The original Power Grid is one of my favorite board games from the last 10 years. However, it has 3 problems that hold me back from playing it more often:
- It sometimes feels that once somebody gets ahead, they stay ahead. I think the game actually feels quite well balanced and it is totally possible to come from behind for a victory, or among closely skilled players the tension in vying for position works out quite well - but even the perception that it isn't possible to recover from falling behind is enough to turn some people off.
- It required lots of nit-picky arithmetic to play effectively. Typical end game turns involve adding 15+18+10+9+10 (new city cost) and then holding that number in your head while you compute your fueling costs (3 units @ 3 + 4 units @ 5 + 2 units @ 10+ 1 unit @ 12) etc. etc.
- The game length is slightly on the long side for my tastes - 75-90 minutes.
Despite these challenges, I love the game and it retains a place in my geek-heart.
Enter First Sparks! Which addresses all 3 of these concerns. The game does a marvelous job of retaining the essence of everything I loved about Power Grid while shortening the game length to about 45-60 minutes, simplifying the math, and inserting slightly more tension on gameplay as players jockey for 1st place. It's really fantastic and surprisingly well done. I would go so far as to say playing Power Grid and then moving on to Power Grid: The First Sparks should be considered a textbook case in good game design.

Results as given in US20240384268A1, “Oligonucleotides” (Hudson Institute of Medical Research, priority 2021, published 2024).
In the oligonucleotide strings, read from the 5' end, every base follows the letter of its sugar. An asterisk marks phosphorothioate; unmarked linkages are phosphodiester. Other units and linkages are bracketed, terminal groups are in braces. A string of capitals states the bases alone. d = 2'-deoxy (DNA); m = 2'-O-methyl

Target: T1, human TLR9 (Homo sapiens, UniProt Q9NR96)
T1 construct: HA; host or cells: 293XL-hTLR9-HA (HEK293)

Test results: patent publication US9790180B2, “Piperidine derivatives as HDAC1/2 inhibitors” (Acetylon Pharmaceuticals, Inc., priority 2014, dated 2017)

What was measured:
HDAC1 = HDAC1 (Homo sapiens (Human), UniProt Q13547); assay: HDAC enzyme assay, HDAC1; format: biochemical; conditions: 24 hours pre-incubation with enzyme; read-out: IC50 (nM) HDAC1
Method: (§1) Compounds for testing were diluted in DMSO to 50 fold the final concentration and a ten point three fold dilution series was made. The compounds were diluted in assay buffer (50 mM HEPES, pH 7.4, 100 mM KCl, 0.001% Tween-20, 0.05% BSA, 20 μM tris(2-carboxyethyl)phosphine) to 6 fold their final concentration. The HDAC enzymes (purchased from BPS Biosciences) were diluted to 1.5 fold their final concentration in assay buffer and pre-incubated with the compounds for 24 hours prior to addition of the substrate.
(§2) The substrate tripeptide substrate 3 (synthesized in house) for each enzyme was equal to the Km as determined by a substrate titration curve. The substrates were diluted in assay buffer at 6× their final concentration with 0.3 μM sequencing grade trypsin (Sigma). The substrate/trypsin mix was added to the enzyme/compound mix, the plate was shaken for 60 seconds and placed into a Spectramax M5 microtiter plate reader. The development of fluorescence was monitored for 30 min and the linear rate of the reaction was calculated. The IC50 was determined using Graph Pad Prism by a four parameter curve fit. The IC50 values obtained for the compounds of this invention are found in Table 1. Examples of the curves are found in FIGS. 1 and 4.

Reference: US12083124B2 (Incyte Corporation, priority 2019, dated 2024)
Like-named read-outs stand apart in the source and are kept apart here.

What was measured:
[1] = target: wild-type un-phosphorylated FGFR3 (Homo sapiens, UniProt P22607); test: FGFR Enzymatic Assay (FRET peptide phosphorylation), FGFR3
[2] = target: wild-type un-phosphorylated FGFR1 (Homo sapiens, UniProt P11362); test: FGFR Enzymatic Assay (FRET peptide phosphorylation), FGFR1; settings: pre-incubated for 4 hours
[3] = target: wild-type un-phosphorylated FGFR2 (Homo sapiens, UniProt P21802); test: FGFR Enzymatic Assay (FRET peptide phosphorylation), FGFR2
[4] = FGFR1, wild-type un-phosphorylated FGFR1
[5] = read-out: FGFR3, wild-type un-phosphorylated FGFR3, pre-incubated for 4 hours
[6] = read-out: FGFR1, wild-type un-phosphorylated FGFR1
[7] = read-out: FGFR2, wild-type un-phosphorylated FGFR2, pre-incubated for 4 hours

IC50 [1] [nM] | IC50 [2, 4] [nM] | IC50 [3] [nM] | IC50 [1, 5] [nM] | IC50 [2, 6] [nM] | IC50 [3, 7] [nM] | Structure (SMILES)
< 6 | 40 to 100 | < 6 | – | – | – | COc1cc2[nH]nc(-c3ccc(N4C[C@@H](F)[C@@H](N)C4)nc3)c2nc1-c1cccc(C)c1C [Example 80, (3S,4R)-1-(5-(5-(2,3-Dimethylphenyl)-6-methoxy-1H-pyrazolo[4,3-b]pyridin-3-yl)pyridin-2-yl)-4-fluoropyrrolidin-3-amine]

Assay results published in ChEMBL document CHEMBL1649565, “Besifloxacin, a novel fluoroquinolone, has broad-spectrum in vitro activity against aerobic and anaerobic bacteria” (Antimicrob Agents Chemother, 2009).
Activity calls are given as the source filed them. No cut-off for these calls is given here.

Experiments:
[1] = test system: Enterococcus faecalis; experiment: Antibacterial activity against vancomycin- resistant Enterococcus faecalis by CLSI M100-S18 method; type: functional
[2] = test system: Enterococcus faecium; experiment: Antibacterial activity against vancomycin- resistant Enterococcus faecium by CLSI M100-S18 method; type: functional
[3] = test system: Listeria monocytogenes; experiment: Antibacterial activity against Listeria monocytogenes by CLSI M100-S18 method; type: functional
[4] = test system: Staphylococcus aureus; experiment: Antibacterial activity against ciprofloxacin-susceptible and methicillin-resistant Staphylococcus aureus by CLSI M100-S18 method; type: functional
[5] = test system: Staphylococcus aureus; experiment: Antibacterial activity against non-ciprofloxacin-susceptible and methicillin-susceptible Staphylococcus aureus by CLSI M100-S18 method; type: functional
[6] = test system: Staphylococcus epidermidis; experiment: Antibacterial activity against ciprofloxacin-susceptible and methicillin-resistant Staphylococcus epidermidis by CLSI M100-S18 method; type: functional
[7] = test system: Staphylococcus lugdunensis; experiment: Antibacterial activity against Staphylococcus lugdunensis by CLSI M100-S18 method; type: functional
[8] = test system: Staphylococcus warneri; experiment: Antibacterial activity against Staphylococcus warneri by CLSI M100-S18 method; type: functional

One of my personal design mantras is to lower complexity while retaining depth. It is very easy to make a overly complex game, it is slightly more challenging to ensure your game has depth, and it's a constant challenge to maximize depth while minimizing complexity.
To illustrate the difference between the two, have you ever heard of Rock-Paper-Scissors-Lizard-Spock? It became more well-known following it's appearance on the Big Bang Theory
The relationships are shown here
|Link from thinkgeek|
Rock-Paper-Scissors-Lizard-Spock is in my mind the perfect example of introducing complexity without increasing depth. It exhibits all the traditional properties of valuing complexity over depth:
- It is harder to learn, but gives a feeling of mastery to the hardcore (though this feeling of mastery would have been attained just as easily from adding mechanics that added depth)
- It adds rules without increasing strategic depth
- It increases the number of options to the player, (which can lead to analysis-paralysis) without making those options strongly-differentiated
- It makes the game more appealing to a narrower band
- The complexity is added to solve a problem (in this case, high tie rates) when either simpler solutions already exist, or the problem isn't even recognized as a problem for most people.
To be clear - I am not against adding complexity in games, you just want to ensure you're getting a sufficient "return on investment" for your complexity dollar.
Bottom line: Big Bang Theory is awesome. So is Power Grid: The First Sparks.